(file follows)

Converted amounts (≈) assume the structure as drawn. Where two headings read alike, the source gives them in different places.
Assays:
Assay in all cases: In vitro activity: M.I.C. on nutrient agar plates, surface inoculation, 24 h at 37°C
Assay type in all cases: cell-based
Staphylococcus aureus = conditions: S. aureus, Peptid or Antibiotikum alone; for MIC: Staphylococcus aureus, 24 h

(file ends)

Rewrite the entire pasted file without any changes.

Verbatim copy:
Converted amounts (≈) assume the structure as drawn. Where two headings read alike, the source gives them in different places.
Assays:
Assay in all cases: In vitro activity: M.I.C. on nutrient agar plates, surface inoculation, 24 h at 37°C
Assay type in all cases: cell-based
Staphylococcus aureus = conditions: S. aureus, Peptid or Antibiotikum alone; for MIC: Staphylococcus aureus, 24 h